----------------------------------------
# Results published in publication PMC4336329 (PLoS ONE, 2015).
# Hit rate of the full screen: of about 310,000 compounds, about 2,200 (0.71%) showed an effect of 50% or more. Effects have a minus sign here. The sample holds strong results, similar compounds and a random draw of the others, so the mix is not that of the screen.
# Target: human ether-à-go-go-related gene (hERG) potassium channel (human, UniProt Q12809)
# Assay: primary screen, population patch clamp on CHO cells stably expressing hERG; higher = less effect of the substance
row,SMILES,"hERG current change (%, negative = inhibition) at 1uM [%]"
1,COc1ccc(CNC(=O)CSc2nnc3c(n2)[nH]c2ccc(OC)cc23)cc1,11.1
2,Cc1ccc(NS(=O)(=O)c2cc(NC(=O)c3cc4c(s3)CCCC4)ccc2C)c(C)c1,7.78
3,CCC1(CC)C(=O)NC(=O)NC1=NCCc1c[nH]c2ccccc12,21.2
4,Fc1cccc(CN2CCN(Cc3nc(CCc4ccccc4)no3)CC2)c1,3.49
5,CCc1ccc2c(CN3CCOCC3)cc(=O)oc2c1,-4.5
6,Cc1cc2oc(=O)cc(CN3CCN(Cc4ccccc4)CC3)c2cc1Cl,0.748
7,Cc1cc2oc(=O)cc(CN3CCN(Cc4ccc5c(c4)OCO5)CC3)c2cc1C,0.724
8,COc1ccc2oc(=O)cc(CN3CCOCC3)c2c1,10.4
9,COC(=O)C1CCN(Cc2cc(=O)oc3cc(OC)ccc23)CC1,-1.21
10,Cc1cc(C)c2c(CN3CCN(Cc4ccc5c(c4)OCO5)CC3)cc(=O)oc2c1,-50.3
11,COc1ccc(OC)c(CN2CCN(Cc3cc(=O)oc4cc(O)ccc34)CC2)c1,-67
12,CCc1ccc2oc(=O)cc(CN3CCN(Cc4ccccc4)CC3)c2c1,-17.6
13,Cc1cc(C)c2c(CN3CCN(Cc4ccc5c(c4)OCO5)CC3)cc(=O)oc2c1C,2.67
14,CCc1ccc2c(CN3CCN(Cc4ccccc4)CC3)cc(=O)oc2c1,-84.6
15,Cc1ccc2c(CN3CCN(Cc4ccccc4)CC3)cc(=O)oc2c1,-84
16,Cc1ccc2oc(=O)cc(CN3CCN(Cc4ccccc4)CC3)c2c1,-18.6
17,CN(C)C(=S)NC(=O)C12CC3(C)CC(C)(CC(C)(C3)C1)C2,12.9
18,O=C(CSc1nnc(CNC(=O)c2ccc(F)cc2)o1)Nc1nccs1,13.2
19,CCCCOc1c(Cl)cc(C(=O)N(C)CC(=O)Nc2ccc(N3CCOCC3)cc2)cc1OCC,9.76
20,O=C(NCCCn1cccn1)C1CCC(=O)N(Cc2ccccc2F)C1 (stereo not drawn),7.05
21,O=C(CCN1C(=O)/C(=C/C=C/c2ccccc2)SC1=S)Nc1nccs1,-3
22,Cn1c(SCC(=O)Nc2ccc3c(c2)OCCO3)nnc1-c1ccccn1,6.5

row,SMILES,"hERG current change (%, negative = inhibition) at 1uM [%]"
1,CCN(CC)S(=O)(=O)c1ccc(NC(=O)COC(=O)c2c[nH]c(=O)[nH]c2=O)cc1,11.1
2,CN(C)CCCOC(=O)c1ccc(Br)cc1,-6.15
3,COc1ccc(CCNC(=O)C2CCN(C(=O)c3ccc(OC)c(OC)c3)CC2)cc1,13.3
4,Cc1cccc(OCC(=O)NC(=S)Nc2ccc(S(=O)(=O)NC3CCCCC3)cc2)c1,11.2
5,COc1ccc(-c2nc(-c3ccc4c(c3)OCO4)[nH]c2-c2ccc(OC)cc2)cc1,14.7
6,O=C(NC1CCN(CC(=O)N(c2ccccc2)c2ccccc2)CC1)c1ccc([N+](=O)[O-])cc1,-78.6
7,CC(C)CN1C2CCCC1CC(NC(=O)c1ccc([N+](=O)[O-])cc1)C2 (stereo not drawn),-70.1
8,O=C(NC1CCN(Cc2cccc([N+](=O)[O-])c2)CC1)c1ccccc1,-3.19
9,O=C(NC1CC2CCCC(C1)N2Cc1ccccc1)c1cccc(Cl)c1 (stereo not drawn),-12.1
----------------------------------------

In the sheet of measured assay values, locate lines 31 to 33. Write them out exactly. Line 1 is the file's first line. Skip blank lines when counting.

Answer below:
3,COc1ccc(CCNC(=O)C2CCN(C(=O)c3ccc(OC)c(OC)c3)CC2)cc1,13.3
4,Cc1cccc(OCC(=O)NC(=S)Nc2ccc(S(=O)(=O)NC3CCCCC3)cc2)c1,11.2
5,COc1ccc(-c2nc(-c3ccc4c(c3)OCO4)[nH]c2-c2ccc(OC)cc2)cc1,14.7